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Iran’s ex-intelligence minister slams handling of prison death

Kavous Seyed Emami
TEHRAN: An ex-intelligence minister in Iran on Sunday criticized the handling of an environmentalist’s death in prison, saying the public would not believe he was a spy unless the case was handled by a “competent agency.”
Ali Younessi, who was intelligence minister under President Mohammad Khatami between 2000 and 2005, shone a rare light on the turf war between Iran’s multiple security agencies in his interview with the daily Iran newspaper.
He referred to the case of Kavous Seyed Emami, 63, the Iranian-Canadian citizen who founded the Persian Heritage Wildlife Foundation. He died in prison this month after being arrested along with seven members of his NGO on espionage charges.
“Unfortunately the Intelligence Ministry has no jurisdiction over this case,” said Younessi, who now serves as an adviser to President Hassan Rouhani on minority religious affairs.
“I believe the case should be given to the Intelligence Ministry ... Given the events that have occurred, if a competent and legal agency does not intervene and doesn’t give its opinion on the dead individual or those under arrest, public opinion will not believe they are spies even if they are convicted.”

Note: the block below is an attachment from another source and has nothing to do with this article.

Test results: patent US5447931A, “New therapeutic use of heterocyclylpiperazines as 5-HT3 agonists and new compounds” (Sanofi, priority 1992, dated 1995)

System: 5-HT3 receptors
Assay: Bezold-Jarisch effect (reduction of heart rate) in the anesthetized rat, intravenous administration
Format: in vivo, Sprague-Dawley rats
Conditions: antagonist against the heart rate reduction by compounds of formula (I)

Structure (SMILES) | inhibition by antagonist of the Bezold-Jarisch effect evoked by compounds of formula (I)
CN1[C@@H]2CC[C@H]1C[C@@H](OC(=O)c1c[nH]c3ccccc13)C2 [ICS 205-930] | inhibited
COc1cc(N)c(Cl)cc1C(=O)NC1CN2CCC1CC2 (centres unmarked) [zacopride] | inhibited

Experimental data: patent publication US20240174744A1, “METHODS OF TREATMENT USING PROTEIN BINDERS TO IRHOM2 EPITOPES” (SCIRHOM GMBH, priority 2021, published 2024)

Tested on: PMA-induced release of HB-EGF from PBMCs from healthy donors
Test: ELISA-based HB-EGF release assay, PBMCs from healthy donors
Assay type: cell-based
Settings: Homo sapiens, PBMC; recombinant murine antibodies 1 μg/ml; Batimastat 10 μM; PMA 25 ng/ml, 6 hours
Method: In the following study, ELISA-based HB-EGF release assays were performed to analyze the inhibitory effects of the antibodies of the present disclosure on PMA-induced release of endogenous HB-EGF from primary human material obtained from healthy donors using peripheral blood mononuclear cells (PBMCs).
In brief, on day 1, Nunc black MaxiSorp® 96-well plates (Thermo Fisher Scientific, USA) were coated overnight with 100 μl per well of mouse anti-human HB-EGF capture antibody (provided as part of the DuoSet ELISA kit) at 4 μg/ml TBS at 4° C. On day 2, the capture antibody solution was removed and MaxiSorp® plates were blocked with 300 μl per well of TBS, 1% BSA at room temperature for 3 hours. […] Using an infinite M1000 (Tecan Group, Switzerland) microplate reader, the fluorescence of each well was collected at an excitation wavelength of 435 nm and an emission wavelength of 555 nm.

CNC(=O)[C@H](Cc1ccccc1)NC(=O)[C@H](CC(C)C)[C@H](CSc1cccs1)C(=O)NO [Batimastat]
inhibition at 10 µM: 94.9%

The authorities say Emami committed suicide, but the family have questioned the verdict and say they were threatened by security forces.
Younessi did not name the agency running the case, but the Revolutionary Guards run a powerful intelligence service that is separate from the Intelligence Ministry.
Younessi also gave details of the infamous case of Zahra Kazemi, an Iranian-Canadian photographer who died from head injuries after being arrested for taking photos outside Evin prison in 2003.
“The prosecutor at the time insisted she was a spy,” he said, referring to the notorious Tehran prosecutor Said Mortazavi, who was last year jailed for his part in another custodial death during protests in 2009.
“We sent two counter-espionage experts from the ministry to investigate this woman in a hotel. After the interview, the two experts concluded that from a technical and scientific standpoint, Zahra Kazemi was not a spy,” said Younessi.
But Mortazavi refused to listen to their verdict, he said, and handed the case back to the police.
In Younessi’s version of events, Kazemi, who was 54, died from a brain haemorrhage caused at the moment of her arrest.
She “was beaten because she refused to hand over her items and her head hit a concrete road divider, which caused a haemorrhage,” he said.
That goes against statement from the government at the time, which said Kazemi was violently beaten in prison. The judiciary initially claimed she died of a stroke and only later that she was injured in a fall.

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